Sunday, January 3, 2016

Cleaning and Polishing the Reverse Light Lenses

The backup light lenses on my Vette looked horrible after almost 40 years of exposure to the elements, so I searched online for replacement parts. I found several vendors offering new GM-licensed reproduction lenses.

They looked great, but at close to $100 for a pair of lenses, I decided first to try to clean mine before spending that kind of money on new parts.

The reverse (white) lenses on mine had yellowed enough to make them look bad. I try not to drive my Corvette at night, so this was mainly a cosmetic issue.

The chrome beauty rings were also dull, so I would take this opportunity to polish them as well.

Removing the lenses is really simple as they are secured in place by a couple of phillip-head screws, so the lens assembly comes right out. I also took this opportunity to clean the base in place, and inspected and cleaned the backup light bulb.

I placed the lens on a towel to inspect it (no cracks) and then washed it in warm soapy water. Then I started wet sanding both the plastic lens and the beauty rings since, upon close inspection, I realized they were polished stainless steel. Chrome pieces would have peeled and rusted by now.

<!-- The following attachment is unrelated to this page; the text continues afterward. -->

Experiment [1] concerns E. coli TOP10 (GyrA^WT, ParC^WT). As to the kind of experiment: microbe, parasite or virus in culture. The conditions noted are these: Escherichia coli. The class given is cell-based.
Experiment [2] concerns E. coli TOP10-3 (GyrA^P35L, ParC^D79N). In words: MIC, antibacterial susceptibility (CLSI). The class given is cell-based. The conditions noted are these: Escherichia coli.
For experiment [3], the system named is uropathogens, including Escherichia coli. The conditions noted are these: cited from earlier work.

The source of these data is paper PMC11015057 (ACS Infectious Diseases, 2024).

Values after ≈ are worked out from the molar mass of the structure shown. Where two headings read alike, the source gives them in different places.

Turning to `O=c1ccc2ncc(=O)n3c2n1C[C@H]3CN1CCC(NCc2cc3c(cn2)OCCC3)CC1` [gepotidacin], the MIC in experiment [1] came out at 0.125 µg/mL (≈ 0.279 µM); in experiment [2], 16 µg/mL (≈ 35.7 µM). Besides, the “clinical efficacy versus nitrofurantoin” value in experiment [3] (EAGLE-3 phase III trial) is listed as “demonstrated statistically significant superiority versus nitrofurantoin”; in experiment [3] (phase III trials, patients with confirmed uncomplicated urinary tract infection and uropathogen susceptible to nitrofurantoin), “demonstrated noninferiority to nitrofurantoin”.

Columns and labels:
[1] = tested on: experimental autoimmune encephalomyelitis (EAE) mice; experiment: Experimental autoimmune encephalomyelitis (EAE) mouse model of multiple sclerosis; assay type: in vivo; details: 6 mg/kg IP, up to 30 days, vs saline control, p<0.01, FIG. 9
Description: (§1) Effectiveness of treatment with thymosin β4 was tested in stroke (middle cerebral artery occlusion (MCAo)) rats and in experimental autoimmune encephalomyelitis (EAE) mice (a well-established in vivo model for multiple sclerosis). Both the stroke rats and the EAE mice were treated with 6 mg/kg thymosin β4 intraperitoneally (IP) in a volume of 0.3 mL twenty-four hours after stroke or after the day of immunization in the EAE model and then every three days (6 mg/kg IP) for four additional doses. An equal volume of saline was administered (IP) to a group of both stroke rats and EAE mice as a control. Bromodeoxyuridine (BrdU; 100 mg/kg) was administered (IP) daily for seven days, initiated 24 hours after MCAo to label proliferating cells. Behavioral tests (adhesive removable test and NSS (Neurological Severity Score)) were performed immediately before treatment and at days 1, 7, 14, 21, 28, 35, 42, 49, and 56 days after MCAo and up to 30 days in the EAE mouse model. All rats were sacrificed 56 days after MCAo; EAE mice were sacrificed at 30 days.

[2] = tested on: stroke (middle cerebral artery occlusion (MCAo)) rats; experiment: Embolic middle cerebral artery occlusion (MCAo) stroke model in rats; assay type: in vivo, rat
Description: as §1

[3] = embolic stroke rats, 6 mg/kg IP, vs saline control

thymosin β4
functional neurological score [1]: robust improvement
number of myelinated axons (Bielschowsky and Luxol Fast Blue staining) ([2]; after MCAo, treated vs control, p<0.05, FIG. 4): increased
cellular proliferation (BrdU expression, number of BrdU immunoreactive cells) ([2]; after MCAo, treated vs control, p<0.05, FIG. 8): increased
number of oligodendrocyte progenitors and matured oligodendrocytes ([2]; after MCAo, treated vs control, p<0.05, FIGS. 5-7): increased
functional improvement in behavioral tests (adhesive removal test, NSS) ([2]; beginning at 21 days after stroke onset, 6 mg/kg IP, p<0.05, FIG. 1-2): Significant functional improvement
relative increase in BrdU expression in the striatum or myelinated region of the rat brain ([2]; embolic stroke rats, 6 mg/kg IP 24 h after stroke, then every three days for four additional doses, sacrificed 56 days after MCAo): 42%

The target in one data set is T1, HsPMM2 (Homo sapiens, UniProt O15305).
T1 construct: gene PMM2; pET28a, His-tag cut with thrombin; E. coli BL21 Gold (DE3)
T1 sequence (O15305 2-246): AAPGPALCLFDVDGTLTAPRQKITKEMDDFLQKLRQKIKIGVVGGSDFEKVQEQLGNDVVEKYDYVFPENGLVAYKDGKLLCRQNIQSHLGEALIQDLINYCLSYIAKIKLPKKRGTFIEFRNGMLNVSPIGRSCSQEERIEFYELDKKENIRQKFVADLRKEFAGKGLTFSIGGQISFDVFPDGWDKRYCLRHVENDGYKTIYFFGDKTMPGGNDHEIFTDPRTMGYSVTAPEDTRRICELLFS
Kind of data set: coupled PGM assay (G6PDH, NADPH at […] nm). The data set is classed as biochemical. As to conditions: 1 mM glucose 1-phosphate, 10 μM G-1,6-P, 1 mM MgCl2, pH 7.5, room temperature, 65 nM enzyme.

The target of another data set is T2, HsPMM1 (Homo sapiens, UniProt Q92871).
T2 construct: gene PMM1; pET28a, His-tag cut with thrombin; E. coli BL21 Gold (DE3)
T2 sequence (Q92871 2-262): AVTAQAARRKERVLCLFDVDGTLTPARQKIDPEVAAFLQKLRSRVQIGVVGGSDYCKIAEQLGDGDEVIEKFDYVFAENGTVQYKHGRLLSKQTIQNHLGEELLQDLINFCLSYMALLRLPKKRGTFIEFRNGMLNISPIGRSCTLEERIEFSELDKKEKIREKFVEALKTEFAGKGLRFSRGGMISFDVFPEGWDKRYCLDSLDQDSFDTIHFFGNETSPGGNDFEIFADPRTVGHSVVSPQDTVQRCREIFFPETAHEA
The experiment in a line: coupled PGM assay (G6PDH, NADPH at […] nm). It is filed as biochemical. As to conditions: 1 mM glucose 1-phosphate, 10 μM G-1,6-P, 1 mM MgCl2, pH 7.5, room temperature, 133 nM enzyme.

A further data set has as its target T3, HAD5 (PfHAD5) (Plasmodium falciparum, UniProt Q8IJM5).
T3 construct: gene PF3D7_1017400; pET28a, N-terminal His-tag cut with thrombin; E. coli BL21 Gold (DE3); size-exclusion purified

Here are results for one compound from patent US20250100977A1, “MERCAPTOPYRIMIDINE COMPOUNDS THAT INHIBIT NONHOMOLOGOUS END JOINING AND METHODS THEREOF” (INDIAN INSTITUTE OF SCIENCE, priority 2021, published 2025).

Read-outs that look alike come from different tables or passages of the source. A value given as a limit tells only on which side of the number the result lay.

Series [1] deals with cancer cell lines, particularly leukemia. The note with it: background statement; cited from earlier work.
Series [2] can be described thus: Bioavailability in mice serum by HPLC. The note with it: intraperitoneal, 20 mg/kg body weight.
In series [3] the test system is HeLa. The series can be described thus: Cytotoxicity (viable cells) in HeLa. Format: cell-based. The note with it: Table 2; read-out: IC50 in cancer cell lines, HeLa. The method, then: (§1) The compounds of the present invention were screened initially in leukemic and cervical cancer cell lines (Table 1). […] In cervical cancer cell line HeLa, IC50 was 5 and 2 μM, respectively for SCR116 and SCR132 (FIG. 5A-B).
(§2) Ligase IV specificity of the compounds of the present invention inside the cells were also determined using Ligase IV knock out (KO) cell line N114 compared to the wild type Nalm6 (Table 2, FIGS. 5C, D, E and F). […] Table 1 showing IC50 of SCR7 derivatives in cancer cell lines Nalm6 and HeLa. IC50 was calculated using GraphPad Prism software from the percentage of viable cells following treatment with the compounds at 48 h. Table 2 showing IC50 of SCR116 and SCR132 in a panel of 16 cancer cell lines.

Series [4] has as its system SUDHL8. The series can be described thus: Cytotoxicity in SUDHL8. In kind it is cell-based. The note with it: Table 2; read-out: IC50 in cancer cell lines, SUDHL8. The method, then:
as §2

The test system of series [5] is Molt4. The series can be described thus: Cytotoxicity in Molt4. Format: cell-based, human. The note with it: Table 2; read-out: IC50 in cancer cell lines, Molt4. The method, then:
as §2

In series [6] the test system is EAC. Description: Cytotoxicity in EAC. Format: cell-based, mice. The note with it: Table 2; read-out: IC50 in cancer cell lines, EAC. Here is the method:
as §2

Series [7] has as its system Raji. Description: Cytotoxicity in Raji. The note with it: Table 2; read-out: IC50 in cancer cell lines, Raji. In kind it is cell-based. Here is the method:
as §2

Since I wanted to polish both the lens and the metal rings, I started the wet sanding process with 400-grit paper, followed by 800-, 1500- and, lastly, 2000-grit, which basically removed the layers of oxidation that clouded the lens. I even sanded the backside of the lens, or at least as much as I could, through the bulb socket hole.

After thoroughly drying the lens inside and out, I polished the outside (both plastic and metal) with Mothers Mag & Aluminum Polish (#sponsored).

The polishing process not only removed the cloudiness caused by surface oxidation, but also made the stainless steel beauty rings shine like chrome. I finished the job by waxing the lens and rings in order to add a little extra protection.

As the photo below shows, the difference is night and day. I spent about an hour bringing this part back from looking ratty to beautiful at little or no cost.

The brake light lenses, on the other hand, are a different story since the lenses are cracked. But, for the time being, I will keep them clean and—at some point in the future—I will purchase a pair of repro brake light lenses.

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